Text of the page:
Iran women to attend football match freely for first time in decades

Iranian women allowed to watch live football match

Iranian women allowed to watch live football match

Iran has barred women from spectating at games on the back of clerics claiming they should be protected from the masculine atmosphere and sight of males in shorts.

Federation Internationale de Football Association ordered Iran to end its ban on letting women enter stadiums during an inspection visit last month. Such disguises are prevalent in Iran, as women have largely been banned from attending matches since shortly after the country's 1979 Islamic revolution.

Last month, Federation Internationale de Football Association finally ordered Iran to allow women access to stadiums without any restrictions and in numbers determined by demand for tickets.

Iranian sports journalist Raha Purbakhsh shows off her ticket to attend a World Cup qualifier in front of Azadi Stadium in Tehran on Tuesday.

The most predominant batch sold out in no longer as a lot as an hour, and additional seats were also snapped up in transient uncover, whine media said.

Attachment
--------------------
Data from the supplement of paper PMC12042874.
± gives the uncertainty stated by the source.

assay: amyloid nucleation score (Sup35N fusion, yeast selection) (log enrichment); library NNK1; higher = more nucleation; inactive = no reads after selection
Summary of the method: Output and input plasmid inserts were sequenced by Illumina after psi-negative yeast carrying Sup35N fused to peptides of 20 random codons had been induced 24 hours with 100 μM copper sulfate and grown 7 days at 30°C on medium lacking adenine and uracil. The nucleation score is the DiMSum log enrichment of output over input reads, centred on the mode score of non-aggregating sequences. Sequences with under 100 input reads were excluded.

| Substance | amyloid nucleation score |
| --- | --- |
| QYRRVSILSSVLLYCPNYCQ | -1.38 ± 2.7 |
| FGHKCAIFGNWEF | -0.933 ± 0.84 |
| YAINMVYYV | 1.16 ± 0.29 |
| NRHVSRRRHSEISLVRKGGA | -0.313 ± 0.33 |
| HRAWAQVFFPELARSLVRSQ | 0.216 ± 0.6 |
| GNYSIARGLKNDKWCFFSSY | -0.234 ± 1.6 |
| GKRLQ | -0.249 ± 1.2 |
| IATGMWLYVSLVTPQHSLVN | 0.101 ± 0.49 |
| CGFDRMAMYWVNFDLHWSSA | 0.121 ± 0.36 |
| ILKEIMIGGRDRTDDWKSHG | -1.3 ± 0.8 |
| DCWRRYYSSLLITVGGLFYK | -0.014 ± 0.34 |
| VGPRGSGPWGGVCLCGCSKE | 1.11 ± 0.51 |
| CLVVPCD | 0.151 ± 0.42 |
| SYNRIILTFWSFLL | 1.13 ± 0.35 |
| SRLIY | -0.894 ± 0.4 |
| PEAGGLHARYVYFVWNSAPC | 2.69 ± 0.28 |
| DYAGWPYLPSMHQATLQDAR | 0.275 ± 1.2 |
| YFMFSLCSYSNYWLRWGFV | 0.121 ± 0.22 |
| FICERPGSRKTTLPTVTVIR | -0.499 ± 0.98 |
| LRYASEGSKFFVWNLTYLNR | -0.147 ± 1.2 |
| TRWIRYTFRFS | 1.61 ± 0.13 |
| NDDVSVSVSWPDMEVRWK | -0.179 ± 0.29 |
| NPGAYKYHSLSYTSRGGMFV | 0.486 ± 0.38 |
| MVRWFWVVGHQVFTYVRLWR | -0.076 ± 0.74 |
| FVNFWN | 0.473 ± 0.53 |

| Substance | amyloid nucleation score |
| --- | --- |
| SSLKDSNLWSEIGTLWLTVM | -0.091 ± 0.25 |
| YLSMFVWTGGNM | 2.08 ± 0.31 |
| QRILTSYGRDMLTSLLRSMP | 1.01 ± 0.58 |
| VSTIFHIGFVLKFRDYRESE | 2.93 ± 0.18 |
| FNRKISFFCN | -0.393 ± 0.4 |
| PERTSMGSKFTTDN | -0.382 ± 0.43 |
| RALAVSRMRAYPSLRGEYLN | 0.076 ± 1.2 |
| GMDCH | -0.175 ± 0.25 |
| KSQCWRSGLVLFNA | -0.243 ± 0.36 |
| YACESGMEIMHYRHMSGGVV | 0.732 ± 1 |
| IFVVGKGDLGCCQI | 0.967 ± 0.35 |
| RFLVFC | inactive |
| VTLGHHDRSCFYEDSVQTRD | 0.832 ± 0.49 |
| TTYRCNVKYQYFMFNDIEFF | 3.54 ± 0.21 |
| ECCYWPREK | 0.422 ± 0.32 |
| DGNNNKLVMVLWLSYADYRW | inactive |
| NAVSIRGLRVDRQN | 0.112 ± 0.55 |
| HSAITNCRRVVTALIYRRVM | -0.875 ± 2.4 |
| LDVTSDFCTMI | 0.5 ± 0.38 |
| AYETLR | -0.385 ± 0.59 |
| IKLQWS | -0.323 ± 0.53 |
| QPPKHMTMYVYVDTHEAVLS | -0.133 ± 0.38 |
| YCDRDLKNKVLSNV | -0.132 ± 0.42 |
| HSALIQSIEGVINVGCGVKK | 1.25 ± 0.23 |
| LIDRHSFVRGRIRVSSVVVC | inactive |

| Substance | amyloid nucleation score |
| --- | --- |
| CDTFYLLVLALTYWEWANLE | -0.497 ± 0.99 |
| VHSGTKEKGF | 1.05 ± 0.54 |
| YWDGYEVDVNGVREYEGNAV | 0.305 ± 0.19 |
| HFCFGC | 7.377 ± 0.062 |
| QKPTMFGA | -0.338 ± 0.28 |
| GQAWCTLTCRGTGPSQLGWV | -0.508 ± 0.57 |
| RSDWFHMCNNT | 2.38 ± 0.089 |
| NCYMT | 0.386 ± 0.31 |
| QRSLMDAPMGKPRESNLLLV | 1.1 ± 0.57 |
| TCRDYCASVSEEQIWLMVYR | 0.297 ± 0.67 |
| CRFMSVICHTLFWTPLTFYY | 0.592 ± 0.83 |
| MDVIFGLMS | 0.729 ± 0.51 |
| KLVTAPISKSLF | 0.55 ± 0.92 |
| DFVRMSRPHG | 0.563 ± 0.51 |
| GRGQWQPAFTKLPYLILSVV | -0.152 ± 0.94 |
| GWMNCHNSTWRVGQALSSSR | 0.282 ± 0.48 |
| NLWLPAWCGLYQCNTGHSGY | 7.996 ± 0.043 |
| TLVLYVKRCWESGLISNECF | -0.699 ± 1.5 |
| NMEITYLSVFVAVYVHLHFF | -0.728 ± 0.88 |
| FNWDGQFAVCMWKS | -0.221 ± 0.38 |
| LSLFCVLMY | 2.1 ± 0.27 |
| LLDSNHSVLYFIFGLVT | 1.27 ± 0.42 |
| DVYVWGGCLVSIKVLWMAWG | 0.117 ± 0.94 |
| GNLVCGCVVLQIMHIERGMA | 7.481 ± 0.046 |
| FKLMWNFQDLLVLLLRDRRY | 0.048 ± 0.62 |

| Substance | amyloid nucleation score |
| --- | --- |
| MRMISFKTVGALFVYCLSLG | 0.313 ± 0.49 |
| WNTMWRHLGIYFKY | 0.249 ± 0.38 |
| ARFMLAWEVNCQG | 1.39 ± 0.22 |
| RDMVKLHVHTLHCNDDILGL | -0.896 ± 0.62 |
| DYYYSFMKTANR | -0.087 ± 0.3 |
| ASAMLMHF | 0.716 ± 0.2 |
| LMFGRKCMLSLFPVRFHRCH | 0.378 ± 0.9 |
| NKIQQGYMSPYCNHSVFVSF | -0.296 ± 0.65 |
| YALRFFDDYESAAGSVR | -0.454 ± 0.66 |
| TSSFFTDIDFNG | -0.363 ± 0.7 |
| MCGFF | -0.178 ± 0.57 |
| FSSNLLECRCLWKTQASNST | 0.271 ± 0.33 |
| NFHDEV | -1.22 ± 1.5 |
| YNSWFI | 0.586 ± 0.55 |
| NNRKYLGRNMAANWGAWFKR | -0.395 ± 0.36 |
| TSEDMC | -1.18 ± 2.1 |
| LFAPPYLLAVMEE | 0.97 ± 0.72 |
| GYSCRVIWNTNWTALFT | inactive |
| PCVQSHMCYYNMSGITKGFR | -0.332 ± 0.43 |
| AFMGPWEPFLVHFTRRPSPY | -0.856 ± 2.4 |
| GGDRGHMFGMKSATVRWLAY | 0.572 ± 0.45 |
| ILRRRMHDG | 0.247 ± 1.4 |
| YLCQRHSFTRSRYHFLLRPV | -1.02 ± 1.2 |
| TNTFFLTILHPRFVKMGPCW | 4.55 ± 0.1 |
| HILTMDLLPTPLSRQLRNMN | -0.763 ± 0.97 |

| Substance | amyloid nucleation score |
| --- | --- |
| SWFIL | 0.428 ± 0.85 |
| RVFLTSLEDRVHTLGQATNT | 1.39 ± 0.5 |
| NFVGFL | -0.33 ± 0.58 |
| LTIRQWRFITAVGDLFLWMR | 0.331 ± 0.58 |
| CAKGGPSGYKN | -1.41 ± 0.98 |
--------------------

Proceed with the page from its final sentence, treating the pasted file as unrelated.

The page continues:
This is the first time in the 40-year history of the Islamic Republic that Iranian women have been able to purchase tickets for a men's football match - although there have been a couple of rare exceptions.

However, they will be allowed to sit in stands that will be segregated from men.

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"I still can't believe this is going to happen because after all these years of working in this field, watching everything on television, now I can experience everything in person", she told AFP.

The bumpy road Iranian women have travelled in order to gain free access to stadiums has not been without tragedy.

Iranian Vice President for Parliamentary Affairs Hossein-Ali Amiri said last month that some of the country's stadiums were being prepared for the entry of women, by adding separate gates and seating.

And Khodayari's father told Mehr news agency that she did not "sacrifice" herself for any cause. "The worldwide community, including world football's governing body, FIFA, must also ensure that woman are permitted to attend all matches". The organization's leader, who goes by the pseudonym Sara, told Reuters that numerous women who bought tickets to Thursday's match aren't actually soccer fans.

But Iran denied its decision to allow women into Thursday's match was a result of "foreign pressure".

More than 40 women have been arrested for attempting to enter football stadiums over the past two years, Amnesty said.

But the ultra-conservative Keyhan daily said women were more concerned about economic issues.

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